All the surviving subspecies are endangered. Its broad geographical distribution, which encompasses such a variety of habitat types, creates the illusion that the tiger is an adaptable species. In fact, it is a highly specialized large predator with very specific ecological requirements and is much less adaptable than, say, the leopard. Once found across much of Asia, the tiger’s present distribution and reduced numbers indicate that the requirements for large prey and sufficient cover are becoming more difficult to meet as areas suitable for large wild hoofed mammals, and consequently tigers, are being appropriated for agricultural purposes. As most tiger reserves are relatively small, less than 1,000 sq.km (290 sq.mil), and isolated, the effective population-size is small and there is little or no inter-breeding between populations.
Tigers only rarely become man-eaters; indeed they normally avoid contact with man. Some man-eaters may be old or disabled but there are also many cases of healthy, young adult tigers acquiring the habit. This behavior may begin with an accident-a sudden close encounter that ends with the person being killed. Sometimes a single episode may be all that is required for a tiger to learn to kill a man. Whether or not a tiger takes the next step and becomes a deliberate man-eater may depend on the opportunity. There is also some suggestion that “aversive” encounters with people over the first human kill many discourage further incidents. The availability of other prey may also be a factor.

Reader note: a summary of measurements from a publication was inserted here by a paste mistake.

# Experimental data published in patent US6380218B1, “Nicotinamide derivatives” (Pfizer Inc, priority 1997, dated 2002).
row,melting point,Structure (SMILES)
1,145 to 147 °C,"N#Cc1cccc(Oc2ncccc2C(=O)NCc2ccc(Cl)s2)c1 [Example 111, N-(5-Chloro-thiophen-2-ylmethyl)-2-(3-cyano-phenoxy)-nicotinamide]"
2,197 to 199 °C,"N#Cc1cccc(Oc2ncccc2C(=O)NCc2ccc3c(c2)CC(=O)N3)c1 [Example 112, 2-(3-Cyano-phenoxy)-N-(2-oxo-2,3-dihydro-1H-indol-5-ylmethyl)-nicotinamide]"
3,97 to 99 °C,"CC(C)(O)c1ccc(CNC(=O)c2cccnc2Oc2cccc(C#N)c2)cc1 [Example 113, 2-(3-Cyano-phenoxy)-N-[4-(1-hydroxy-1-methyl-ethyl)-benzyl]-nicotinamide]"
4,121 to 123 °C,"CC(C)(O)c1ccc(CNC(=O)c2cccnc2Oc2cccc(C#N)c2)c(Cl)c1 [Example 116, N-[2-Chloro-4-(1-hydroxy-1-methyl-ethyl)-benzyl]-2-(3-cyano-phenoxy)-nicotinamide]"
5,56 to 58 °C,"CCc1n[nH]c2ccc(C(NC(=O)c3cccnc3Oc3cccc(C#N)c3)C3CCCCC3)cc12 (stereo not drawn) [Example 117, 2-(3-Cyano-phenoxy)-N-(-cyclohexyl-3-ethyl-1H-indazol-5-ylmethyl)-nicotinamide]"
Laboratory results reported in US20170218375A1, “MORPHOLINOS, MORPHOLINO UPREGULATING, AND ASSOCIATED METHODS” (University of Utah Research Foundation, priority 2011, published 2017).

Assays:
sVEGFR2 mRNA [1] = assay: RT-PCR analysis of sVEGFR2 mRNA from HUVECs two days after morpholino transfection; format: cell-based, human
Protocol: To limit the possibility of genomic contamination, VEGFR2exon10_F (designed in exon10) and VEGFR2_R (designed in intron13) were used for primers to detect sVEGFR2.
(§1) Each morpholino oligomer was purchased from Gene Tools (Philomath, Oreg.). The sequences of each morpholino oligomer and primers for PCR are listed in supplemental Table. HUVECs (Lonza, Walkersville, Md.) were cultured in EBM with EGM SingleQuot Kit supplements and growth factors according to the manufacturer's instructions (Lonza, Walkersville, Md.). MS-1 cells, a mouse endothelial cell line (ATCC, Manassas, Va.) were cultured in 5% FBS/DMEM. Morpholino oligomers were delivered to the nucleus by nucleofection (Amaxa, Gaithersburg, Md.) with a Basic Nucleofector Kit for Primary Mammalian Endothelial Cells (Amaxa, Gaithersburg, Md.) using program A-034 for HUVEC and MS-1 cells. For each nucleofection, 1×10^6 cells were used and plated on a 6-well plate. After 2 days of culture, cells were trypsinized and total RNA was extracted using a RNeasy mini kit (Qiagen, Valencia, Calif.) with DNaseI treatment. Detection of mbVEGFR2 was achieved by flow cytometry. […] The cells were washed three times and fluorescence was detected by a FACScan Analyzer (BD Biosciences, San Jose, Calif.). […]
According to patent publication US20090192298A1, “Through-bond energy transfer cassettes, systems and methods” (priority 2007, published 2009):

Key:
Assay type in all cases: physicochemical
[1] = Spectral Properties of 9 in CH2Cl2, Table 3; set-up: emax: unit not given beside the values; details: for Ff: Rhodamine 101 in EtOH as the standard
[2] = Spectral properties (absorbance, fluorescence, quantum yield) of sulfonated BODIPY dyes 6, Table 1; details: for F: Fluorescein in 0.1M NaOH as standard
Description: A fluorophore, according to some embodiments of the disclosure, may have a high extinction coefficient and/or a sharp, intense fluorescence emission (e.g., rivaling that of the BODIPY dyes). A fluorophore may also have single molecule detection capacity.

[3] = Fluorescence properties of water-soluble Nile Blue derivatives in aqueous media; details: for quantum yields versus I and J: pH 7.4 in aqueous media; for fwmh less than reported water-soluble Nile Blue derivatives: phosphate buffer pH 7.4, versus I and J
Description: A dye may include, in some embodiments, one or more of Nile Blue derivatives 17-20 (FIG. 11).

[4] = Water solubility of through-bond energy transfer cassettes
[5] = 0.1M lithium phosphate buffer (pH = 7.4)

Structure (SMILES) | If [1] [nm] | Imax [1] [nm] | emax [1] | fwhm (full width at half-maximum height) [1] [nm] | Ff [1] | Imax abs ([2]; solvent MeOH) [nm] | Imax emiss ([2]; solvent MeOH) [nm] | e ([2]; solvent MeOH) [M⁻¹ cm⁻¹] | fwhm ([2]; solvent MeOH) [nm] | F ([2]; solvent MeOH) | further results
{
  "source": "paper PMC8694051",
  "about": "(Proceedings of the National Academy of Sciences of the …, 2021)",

Tigers hunt alone, actively searching for prey more often than waiting in ambush. An individual will typically travel 10 – 20 km (6 – 12 miles) during a night of hunting. Tigers do not easily catch their prey-probably one only in 10 or 20 tries is successful.
Having located the quarry, a staling tiger then uses sight. The tiger makes maximum use of cover for concealment to move closer to the prey (1). It must approach to within 20 km (66 ft) or less if the final rush is to be successful. The approach is extremely cautious, with the tiger placing each foot carefully on the ground and pausing from time to time to assess the situation. It assumes a semi-crouch or crouch, with head up, during the stalk.